Early in 2009, a letter arrived from ACC telling him that he was only entitled to receive both his wife's ACC compensation and his national superannuation for one year. The letter stated he must choose either to receive the ACC payment (48% of what Mrs Heads' average income had been) for the next four years and relinquish his super for that period, or keep receiving the super and give up the compensation. He elected to take the compensation, because it was worth about $40 more per week than the super.
But as the months passed and the veil of shock and grief lifted, he started to ask questions. Both the questions and their answers made him deeply angry.
WHY should he have to choose between his superannuation and his wife's ACC compensation? Hadn't his wife worked and paid not just taxes but also levies to ACC; in essence a compulsory insurance scheme? So why was the Government now refusing to pay out on that insurance? Because, he was told, clause 68 of schedule 1 in the Accident Compensation Act says the superannuitant surviving spouse of a person killed in a workplace accident must, after one year of receiving both their own super and their dead spouse's ACC, elect to receive one or other for the next four years.
But, he countered, if he had been working when his wife was killed would he not have received her ACC compensation even though he would have still been getting his own income?True, but the principle behind the legislation was that you could only have one benefit payment at a time, he was told.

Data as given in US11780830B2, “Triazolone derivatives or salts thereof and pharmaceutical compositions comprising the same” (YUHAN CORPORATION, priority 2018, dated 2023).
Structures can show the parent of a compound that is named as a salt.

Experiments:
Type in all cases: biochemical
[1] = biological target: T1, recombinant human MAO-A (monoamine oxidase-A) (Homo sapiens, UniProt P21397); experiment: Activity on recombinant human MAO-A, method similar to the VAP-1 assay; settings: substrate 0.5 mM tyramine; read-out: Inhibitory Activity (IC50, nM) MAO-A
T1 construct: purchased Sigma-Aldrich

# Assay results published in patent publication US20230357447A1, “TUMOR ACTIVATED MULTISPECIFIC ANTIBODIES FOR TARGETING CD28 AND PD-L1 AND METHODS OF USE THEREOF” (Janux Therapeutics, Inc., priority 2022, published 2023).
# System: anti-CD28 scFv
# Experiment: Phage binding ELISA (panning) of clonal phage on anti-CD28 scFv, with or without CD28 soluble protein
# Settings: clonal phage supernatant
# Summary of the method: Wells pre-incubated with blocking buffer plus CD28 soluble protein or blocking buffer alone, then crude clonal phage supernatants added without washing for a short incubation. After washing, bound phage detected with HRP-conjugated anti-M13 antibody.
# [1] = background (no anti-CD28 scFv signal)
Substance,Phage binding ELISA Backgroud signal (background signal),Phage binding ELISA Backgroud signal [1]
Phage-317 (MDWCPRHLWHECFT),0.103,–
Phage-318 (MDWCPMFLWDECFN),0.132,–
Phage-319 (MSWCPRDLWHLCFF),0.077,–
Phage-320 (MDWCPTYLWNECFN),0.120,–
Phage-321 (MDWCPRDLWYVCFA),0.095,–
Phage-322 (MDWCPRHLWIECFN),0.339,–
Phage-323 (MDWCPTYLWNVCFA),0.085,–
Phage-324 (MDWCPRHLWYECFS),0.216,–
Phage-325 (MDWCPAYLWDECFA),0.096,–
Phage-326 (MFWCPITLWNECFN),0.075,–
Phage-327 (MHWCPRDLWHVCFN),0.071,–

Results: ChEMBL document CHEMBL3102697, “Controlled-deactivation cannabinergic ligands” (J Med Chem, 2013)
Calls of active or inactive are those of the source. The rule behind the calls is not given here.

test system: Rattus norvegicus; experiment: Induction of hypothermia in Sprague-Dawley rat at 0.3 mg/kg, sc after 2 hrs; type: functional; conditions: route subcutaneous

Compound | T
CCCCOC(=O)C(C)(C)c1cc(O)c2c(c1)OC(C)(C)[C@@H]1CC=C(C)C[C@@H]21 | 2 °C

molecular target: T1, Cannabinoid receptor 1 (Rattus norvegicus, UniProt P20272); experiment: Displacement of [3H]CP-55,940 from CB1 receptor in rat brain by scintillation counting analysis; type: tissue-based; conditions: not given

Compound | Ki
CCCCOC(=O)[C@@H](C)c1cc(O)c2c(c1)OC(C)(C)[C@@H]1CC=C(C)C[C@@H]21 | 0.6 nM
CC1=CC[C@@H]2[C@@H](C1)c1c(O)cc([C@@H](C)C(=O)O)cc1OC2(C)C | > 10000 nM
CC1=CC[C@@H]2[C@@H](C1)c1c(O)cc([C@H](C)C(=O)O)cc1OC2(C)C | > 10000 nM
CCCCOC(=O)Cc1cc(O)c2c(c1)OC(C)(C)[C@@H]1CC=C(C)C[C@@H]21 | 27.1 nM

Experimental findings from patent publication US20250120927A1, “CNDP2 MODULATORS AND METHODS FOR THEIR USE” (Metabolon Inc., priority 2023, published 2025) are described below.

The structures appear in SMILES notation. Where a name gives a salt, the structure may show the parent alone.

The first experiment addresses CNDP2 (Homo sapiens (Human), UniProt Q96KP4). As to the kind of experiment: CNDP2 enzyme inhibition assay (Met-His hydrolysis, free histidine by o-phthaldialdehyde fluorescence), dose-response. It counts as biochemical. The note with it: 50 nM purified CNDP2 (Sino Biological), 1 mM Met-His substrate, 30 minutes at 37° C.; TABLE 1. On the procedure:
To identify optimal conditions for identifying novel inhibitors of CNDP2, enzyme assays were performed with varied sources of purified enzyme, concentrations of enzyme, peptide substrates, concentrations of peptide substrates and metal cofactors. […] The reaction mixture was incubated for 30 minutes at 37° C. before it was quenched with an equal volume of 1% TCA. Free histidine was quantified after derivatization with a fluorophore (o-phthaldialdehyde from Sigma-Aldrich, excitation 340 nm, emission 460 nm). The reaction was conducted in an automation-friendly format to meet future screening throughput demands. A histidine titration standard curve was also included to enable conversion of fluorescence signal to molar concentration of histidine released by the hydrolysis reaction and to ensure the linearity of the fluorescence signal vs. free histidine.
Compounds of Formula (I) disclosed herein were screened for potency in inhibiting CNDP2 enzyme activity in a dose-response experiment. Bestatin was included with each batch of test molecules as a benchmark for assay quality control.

Benefit? I have paid taxes all my working life, since I was 15. Surely superannuation is an entitlement not a benefit, was Mr Heads' incredulous, and increasingly indignant, response.
That's the law, end of story, he was told.
Over my dead body, he thought.
''Just because they set it up in an Act doesn't make it right,'' he said.
''I find it absolutely obscene.''
ANOTHER thing Mr Heads does well is stubborn.
During the next two years he sent dozens of letters and emails to government departments and ministers, including Prime Minister John Key. He sought the help of politicians, advocates and ACC specialists, and spent many hours chasing down and poring over legislation and case law. He had meetings, mediation and reviews, not to mention reviews to determine whether he could have more reviews ...
He found out a lot more about legislation and the inner workings of government than he had ever wanted to know. He discovered, for example, that in 1993 a committee looking at social assistance reforms recommended to the Cabinet ''the requirement that superannuitants elect between superannuation or weekly compensation ... be repealed'' because it could have ''an unintended result''. Cabinet thought otherwise. Clause 68 was not removed.
Every letter and document, hundreds of pages of informal correspondence and incomprehensible legal jargon, were stapled, clipped and filed.
''It's the only way to do it. It's the only way to win,'' he said.
Mr Heads hired a lawyer who thought he had a good case to claim for age-based discrimination: if he had been under 65, he would have received the ACC compensation no questions asked.
In August, 2011, the Human Rights Review Tribunal received a claim under the Human Rights Act, 1993. The claim was lodged in the name of the plaintiff, Ernest Findlay Heads, against the defendant, the Attorney-general.
It was a further 21 months before the hearing convened, in Dunedin, on February 19, 2013. It was presided over by an auspicious three-person panel led by tribunal chairman Rodger Haines QC, of Wellington.